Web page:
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We All Need A Little Diversity

We All Need A Little Diversity

Written by Tina Winter

A fund manager needs to know how to reduce the overall risk of their portfolio, even though they are purchasing risky assets. There are two main ways to do this – hedging and diversification.

Hedging means protecting an existing position by taking another position which will increase in value if the existing position decreases in value – effectively hedging your bet. We’ll look at this again but this article concentrates on diversification.

Putting all your eggs in one basketIf you were to ask your grandmother, she would no doubt advise you not to put all of your eggs in one basket. It’s obvious that it’s going to be less risky holding a number of shareholdings rather than just one. Diversification reduces risk because combining different asset classes or securities reduces the overall risk to less than the average risk of the individual securities – the downside risk of one investment could be offset by the upside risk of another. However, if all the investments held were to move in the same direction at the same time this would not work – for diversification to be effective you need investments that move in opposite directions to each other.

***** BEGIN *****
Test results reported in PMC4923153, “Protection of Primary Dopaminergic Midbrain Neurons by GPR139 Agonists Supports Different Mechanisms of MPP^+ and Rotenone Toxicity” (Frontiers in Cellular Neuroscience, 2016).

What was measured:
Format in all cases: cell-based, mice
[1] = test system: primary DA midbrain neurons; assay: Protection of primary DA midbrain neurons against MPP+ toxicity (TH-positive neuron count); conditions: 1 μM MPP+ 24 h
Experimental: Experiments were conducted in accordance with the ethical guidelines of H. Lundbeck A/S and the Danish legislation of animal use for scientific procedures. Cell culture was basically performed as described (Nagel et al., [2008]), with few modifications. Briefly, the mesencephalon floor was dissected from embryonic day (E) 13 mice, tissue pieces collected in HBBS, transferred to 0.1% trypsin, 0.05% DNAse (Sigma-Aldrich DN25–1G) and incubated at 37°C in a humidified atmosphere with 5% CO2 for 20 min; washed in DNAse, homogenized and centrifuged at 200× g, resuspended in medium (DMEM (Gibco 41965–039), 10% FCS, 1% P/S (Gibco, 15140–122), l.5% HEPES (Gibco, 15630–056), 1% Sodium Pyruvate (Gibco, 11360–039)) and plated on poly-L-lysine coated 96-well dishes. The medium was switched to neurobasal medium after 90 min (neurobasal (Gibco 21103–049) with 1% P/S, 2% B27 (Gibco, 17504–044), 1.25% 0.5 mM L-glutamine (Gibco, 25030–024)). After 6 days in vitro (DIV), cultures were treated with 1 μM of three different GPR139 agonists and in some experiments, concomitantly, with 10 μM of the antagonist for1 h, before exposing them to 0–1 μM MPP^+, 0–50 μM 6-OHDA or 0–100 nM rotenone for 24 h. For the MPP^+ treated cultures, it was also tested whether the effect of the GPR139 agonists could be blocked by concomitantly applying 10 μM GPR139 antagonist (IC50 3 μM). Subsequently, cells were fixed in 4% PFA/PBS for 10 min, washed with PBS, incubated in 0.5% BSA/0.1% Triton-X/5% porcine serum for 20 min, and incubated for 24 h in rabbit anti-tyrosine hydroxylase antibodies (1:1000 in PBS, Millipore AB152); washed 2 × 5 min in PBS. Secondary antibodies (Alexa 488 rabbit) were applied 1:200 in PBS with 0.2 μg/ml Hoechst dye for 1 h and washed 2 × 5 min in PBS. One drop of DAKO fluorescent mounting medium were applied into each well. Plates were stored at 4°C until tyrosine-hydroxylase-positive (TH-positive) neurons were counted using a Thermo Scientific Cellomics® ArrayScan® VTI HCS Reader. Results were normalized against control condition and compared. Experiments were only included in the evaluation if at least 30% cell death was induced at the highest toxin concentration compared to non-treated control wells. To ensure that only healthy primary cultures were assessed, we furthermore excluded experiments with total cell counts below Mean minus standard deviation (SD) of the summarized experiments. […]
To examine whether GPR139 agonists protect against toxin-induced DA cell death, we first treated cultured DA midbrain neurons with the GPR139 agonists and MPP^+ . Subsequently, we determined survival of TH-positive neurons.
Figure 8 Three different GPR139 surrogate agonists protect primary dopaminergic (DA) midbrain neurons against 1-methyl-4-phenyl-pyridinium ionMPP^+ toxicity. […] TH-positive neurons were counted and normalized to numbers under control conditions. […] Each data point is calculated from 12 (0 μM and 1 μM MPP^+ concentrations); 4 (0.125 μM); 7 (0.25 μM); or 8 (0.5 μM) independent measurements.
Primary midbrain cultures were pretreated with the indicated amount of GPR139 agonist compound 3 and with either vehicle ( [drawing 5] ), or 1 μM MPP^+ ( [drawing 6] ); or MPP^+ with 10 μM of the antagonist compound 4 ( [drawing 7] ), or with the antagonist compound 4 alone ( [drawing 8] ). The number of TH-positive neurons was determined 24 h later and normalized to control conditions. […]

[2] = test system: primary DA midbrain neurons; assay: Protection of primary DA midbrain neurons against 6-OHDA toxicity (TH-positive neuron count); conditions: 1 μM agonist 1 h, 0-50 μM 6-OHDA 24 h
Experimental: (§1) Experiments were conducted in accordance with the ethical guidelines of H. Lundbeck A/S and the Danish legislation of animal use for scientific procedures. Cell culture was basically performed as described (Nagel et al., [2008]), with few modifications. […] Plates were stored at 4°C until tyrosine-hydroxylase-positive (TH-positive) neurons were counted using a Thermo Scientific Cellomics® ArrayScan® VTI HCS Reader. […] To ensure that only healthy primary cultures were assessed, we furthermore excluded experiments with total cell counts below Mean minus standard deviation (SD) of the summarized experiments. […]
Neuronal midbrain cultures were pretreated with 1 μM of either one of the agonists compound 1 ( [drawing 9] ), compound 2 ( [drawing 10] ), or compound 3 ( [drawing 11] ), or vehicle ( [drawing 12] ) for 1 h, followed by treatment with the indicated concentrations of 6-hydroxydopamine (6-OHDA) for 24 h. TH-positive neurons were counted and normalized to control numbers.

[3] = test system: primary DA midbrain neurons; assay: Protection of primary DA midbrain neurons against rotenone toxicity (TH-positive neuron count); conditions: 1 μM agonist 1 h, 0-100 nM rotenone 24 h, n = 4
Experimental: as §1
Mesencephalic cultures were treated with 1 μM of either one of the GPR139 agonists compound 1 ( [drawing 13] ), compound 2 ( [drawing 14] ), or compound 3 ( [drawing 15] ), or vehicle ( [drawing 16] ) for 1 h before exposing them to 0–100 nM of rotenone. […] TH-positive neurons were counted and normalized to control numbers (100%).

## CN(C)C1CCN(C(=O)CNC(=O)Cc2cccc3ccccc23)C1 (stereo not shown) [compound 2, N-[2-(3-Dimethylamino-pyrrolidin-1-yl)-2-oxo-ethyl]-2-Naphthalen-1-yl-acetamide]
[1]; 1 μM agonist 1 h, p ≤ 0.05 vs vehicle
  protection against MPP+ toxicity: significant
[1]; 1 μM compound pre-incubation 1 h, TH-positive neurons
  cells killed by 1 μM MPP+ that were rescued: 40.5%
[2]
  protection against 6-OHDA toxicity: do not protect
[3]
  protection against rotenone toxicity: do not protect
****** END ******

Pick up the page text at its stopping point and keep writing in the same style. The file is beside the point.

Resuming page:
The degree of diversification depends on a statistical concept called correlation:

Positive correlation – two shares are positively correlated when they broadly move up and down together – they will be affected by similar factors, such as interest rates or consumer demand, and may well be in the same sector,

Negative correlation – two shares are negatively correlated when they tend to move in opposite directions from each other – an umbrella retailer and a sun tan lotion manufacturer perhaps?

No correlation – the returns of some companies or asset classes are not connected in any way to each other.

Correlation is measured by the correlation co-efficient – perfect positive correlation has a value of + 1, perfect negative correlation has a value of – 1 and no correlation has a value of zero.

Theoretically, the most effective diversification of risk comes from combining investments that are negatively correlated – one goes up when the other goes down – but this is not always easy to find in practice. Choosing companies in different sectors can help to achieve diversification. Adding companies from overseas markets can also add diversification – however global equity markets tend to have a moderate to strong positive correlation with each other. Investing in different asset classes, including alternative investments such as property, commodities and hedge funds can also assist in overall diversification of a portfolio and hence overall risk reduction.